• It can be motivating for new users to see all the interesting things folks have done with Alloy: TestEra (using Alloy as a test oracle for testing Java programs), Automated SQL generation for testing database engines, using Alloy as a testing oracle for train stations and switching, the often-cited cases of folks finding bugs in protocols when modeling the systems in Alloy, etc. I think many newcomers look at Alloy and think, “that’s a tool for building models, end of story,” and it’s up to us to illustrate the utility and versatility of the tool (to help expand their conceptual ‘world view’).
  • It can be exciting to newcomers to see how active Alloy development is. I’m specifically thinking of the great work by Allison Sullivan and the SCOPE lab ( Projects - SCOPE Lab ), Nancy Day and others at Waterloo WatForm, obviously the folks at Haslab, the automated model repair work in BeAFix, etc.

I think a few really exciting areas for me personally are:

  • Hole-based Alloy / Alloy model synthesis by Sullivan
  • Live programming of Models with ‘implication’ by Sullivan ( https://arxiv.org/pdf/2305.17317.pdf ), which I really hope sets the direction for the main Alloytools distribution (or the Alloy VSCode extension).
  • Better programmatic access to Alloy from Java for easier differential testing, model-checker guided distributed systems testing, augmenting metamorphic testing – TL;DR where Alloy lives across the entire SDLC from design through software aging/maintenance
  • Making the bridge into Alloy a bit easier by representing Statecharts directly in Alloy (ala the Dash+ line of work)


(ps- apologies for not linking all the labs and work. As a new user I’m only allowed to put in two links)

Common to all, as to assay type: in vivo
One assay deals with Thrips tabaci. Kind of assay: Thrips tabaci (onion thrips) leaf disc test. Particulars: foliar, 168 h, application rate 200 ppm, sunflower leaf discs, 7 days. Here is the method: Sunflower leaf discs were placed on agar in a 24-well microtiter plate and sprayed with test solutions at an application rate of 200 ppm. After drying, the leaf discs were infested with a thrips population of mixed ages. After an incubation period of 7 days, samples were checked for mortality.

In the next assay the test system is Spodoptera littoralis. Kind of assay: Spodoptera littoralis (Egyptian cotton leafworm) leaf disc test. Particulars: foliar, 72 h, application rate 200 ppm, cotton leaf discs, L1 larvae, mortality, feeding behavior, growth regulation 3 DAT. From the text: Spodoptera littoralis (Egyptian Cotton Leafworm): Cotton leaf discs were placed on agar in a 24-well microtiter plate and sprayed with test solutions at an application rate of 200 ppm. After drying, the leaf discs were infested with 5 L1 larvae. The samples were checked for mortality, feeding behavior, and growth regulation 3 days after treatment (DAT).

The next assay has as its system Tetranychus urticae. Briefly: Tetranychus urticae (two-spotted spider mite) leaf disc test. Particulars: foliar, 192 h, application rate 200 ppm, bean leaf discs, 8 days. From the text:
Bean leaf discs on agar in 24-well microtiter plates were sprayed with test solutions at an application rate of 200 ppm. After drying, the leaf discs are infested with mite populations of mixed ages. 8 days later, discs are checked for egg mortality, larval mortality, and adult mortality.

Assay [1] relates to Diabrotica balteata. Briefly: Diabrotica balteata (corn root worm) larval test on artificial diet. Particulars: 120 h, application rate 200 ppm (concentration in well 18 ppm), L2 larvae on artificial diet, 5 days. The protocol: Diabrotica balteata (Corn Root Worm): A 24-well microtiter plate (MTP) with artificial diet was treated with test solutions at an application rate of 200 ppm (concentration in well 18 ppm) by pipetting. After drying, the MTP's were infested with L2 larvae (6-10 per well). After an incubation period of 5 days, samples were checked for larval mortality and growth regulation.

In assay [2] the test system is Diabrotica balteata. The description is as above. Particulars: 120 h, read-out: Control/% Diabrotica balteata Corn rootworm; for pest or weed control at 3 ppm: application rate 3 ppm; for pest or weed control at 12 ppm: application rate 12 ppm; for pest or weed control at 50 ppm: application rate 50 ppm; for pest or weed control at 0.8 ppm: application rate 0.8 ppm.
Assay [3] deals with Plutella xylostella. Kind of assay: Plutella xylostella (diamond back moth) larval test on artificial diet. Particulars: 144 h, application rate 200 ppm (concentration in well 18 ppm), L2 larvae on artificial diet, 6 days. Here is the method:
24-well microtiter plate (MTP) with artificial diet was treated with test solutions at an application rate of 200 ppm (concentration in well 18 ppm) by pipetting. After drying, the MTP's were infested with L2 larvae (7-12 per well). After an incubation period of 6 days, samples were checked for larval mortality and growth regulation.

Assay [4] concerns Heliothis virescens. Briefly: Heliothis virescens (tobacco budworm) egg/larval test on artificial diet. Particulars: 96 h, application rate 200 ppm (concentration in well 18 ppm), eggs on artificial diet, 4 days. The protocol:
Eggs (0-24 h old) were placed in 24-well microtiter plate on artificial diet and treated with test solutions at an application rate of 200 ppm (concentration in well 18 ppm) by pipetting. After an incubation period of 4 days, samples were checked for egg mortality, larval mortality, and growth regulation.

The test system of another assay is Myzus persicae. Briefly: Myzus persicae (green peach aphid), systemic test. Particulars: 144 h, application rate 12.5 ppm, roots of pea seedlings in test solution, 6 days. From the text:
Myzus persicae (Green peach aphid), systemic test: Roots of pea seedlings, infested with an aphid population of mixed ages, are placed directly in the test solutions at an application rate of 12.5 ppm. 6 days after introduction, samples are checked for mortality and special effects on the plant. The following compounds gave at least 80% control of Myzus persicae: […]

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In reference to “value is in making the model, not necessarily the model itself”
I think the way Ankush Desai talks about P provides a lot of inspiration (and resonates with a large audience, including those who are new to formal methods): "Formal Modeling and Analysis of Distributed Systems" by Ankush Desai (Strange Loop 2022) - YouTube

Something for beginners? perhaps using GitHub - tnelson/Forge

I’m reposting the link to our on-going tutorial-style book on Alloy 6.

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For me, one of the hardest parts about understanding Alloy has been figuring out what to ignore: For example, there are 3 different ways to model sequences, and some of them appear pretty well obsolete.

Also, a very careful description of how the temporal operators work - with diagrams - would be greatly appreciated. Their behavior is really subtle - I still don’t understand “triggered” hardly at all. There were errors in the descriptions on the alloytools site, and there’s hardly anything to speak of on alloydocs.

The behavior of int casting is confusing as well.

Overall, in my opinion, the parts that need the most documentation are the parts that defy an intuitive understanding of how Alloy ought to work. BDFL Daniel Jackson wrote a book on The Essence of Software that describes scenarios where the conceptual model of the user doesn’t match with the model that the software implements, with disastrous results. That’s all to say that rectifying users’ conceptual models of Alloy is most important, I think, rather than just giving examples of basic usage.

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This is an excellent suggestion. Maybe we should start a thread where people can disclose their conceptual mismatches about the language and explain how those made it difficult to master it.